Hugh Pearman on one of my favourite firms, Caruso St.John:
A sample of lace will be scanned, turned into a 3D computer model, and moulded into the pigmented precast concrete panels forming the elevations of the centre. “With this technology,” observes Caruso, “you can do very intricate ornament again.” Sullivan and Wright live on. As does Berlage – his Holland House, right behind Foster’s Gherkin in the City of London is “a constant reference”. Caruso St. John regard this kind of thing as real ornament. For them, it is cheating to muck around with algorithms and mapping programs to generate façade details, as some modish architects do. “Why go to that kind of incredible contrivance to get an articulation which in the end is always very reduced?” ponders Caruso.
Synopsis from the ICA Philadelphia exhibition showing the work of one of my other favourite firms, UN Studio:
The “Holiday Home” is an experiential installation exploring and quantifying areas in which the holiday home departs from modern design conventions. The orthogonal surfaces of the archetypal house are extruded and skewed creating the sculptural armature within which the dichotomies of home and holiday home are played out. The new architectural shape emulates escapism, the expectation of a holiday as removed from the everyday experiential routine. The interplay of what is real and what is virtual transpires on a number of levels touching on ideas of collective memory and phenomenological perceptions.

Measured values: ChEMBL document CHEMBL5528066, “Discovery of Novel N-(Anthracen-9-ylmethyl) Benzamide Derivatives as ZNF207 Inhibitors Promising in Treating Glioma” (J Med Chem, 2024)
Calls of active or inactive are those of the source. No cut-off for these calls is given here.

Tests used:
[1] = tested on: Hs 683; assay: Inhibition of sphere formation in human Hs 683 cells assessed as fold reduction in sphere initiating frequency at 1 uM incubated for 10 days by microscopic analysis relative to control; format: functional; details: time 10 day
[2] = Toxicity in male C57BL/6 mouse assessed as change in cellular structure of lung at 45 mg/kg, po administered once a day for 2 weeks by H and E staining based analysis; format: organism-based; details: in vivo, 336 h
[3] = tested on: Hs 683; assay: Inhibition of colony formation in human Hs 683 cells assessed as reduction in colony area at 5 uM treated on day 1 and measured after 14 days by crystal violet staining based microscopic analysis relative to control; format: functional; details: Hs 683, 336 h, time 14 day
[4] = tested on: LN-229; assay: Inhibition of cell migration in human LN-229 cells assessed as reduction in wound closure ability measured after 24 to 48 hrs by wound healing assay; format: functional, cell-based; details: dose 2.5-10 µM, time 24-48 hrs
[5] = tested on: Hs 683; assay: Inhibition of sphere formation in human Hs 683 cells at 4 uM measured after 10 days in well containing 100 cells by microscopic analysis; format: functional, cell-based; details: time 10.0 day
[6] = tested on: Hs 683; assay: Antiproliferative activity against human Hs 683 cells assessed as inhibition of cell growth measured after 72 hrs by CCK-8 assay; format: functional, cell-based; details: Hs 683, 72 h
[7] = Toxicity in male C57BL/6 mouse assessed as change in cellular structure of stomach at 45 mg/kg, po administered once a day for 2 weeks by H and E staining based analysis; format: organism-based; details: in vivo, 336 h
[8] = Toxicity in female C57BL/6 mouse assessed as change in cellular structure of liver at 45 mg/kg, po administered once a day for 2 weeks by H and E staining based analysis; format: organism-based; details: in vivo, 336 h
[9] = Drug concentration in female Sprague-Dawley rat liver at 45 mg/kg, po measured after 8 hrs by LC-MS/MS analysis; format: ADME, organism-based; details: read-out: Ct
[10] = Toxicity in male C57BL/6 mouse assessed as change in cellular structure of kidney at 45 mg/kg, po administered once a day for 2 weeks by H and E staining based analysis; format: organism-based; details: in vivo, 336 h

Perhaps it’s time for me to choose which side of the fence I sit on.
Related entries: Walsall Art gallery (with embedded link to yet another entry)